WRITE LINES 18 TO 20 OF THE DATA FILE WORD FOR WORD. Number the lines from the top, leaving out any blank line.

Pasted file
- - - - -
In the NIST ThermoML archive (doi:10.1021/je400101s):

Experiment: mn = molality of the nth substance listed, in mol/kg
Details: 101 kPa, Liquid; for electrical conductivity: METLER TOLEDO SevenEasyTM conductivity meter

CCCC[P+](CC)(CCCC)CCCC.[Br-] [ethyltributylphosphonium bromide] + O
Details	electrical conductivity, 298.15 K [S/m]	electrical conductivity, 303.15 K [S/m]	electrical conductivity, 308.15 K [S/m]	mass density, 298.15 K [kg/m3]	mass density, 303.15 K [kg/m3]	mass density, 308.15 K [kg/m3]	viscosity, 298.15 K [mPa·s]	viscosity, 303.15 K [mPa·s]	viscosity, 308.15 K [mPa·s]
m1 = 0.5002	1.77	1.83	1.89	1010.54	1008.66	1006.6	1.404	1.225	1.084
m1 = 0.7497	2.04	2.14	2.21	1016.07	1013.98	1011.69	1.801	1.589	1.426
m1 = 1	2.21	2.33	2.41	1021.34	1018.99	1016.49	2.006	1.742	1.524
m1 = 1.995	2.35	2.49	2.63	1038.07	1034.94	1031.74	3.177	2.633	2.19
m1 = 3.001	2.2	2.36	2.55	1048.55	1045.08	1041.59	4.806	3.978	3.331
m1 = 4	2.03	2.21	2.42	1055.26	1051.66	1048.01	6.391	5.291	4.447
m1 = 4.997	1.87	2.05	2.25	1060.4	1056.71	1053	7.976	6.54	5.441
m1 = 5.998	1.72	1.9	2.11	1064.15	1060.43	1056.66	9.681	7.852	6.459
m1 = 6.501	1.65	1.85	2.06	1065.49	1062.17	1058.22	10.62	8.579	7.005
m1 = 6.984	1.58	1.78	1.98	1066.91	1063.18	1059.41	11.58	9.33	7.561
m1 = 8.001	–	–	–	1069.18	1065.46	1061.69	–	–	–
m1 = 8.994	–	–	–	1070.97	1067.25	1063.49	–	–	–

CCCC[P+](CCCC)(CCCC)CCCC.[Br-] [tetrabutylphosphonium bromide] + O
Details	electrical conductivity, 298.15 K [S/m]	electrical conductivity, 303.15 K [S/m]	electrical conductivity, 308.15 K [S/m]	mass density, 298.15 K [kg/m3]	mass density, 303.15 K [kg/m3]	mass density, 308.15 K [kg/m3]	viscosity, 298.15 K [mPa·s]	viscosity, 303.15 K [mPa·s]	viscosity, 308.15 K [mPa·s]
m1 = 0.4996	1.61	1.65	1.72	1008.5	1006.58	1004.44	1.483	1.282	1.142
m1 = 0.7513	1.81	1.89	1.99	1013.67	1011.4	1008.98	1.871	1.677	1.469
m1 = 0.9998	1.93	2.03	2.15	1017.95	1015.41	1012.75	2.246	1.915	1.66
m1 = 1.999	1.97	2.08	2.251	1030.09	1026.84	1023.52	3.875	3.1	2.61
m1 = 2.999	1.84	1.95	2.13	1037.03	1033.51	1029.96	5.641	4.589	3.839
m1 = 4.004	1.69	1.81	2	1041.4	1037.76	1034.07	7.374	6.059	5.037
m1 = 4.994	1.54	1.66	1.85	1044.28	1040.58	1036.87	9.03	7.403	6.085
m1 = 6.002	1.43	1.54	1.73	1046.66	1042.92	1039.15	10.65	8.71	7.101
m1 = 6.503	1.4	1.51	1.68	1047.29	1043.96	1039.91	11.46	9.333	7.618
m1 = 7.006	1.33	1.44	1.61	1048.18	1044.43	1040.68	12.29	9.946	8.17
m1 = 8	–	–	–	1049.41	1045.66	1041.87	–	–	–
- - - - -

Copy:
CCCC[P+](CCCC)(CCCC)CCCC.[Br-] [tetrabutylphosphonium bromide] + O
Details	electrical conductivity, 298.15 K [S/m]	electrical conductivity, 303.15 K [S/m]	electrical conductivity, 308.15 K [S/m]	mass density, 298.15 K [kg/m3]	mass density, 303.15 K [kg/m3]	mass density, 308.15 K [kg/m3]	viscosity, 298.15 K [mPa·s]	viscosity, 303.15 K [mPa·s]	viscosity, 308.15 K [mPa·s]
m1 = 0.4996	1.61	1.65	1.72	1008.5	1006.58	1004.44	1.483	1.282	1.142